- Lamborghini has sold out of super-cars until 2026, and the company’s CEO Stephane Winkelmann said, “We have no sign of weakness in the market.” The Italian carmaker posted record sales of more than 10,000 cars last year as it introduced the Revulto, its first plug-in hybrid model. Despite some worry about an economic slowdown, demand from the super-rich remains strong.
- In January, Eurozone inflation decelerated on a year-over-year basis, although the slowdown was milder than anticipated. The official consumer price index (CPI) for the month came in at 2.8%, slightly above the 2.7% projection by Bloomberg economists. Nonetheless, this marked a slight dip from December’s 2.9%. These figures suggest that prices within the Eurozone are making steady progress toward the central bank’s target of 2%.
- A handful of luxury stocks have experienced significant price fluctuations, year-to-date. Ferrari and Louis Vuitton, for example, saw gains of 11.4% and 4%, respectively, whereas Tesla shares declined by over 25% during the same period. Several brokers have warned that this year investors may need to exercise greater caution when selecting investments, as the performance gap between losers and winners could be large.
- The Federal Reserve left rates unchanged this week, indicating that is done raising rates but will not rush into cutting rates either, as inflation is still above the central bank’s target of 2%. During Fed Chair Jerome Powell’s news conference, he said policymakers are waiting to see additional data to verify that the trends are continuing. He also noted that a March rate cut is unlikely.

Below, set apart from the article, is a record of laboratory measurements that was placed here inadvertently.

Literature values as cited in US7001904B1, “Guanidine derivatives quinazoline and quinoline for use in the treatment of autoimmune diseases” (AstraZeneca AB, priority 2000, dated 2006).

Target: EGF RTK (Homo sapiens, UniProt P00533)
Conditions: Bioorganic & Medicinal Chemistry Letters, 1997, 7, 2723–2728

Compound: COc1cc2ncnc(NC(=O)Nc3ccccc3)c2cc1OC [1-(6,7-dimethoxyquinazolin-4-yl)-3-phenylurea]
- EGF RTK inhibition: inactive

- The Financial Times reports how the January PMI survey reveals supply chain disruption for European producers due to Houthi attacks in the Red Sea. Major economies including Germany, France, Italy, and Greece face increasing shipping costs and supply issues due to the conflict in the region. This situation has the potential to contribute to an upward pressure on inflation rates.
Energy and Natural Resources
- The best performing commodity for the week was uranium, as proxied by the Sprott Physical Uranium Trust, gaining 13.36%. The price surge following last week’s price correction was fueled by a potential production shortfall from NAC Kazatomprom, the world’s largest uranium producer, which warned that its 2025 production plans could get delayed as construction is behind and they are encountering difficulties in obtaining sulfuric acid, which is used for isolating the heavy metal, reports Bloomberg.
- Shares of Contemporary Amperex Technology, a leading Chinese battery manufacturer, surged this week after the Company posted a jump in full-year earnings, reports Bloomberg, allaying investor concerns that profitability could be waning.
- Both Exxon and Chevron blew through earnings forecasts, as bigger-than-expected oil output from their shale-based assets offset the decline in crude oil prices. Exxon’s trading unit delivered handsomely, reaping more than $1 billion in gains that more than offset the $410 million hit inflicted by lower crude prices. The strategy is a departure for a company that historically shunned trading as too risky and outside its traditional areas of expertise, explains Bloomberg.
- Oil had no incentive to advance this week and finished Friday off 7.47%. Talks of a possible pause to the Israel-Hamas war reduced crude’s geopolitical risk premium, with the decline accelerating after crude slipped below key technical levels. There are also adequate inventories of crude on the sidelines, yet there is the incentive to raise production volumes to counter the decline in price. OPEC+’s pledge to cut production this quarter does not support oil’s move below its 200-day and 50-day moving averages this week.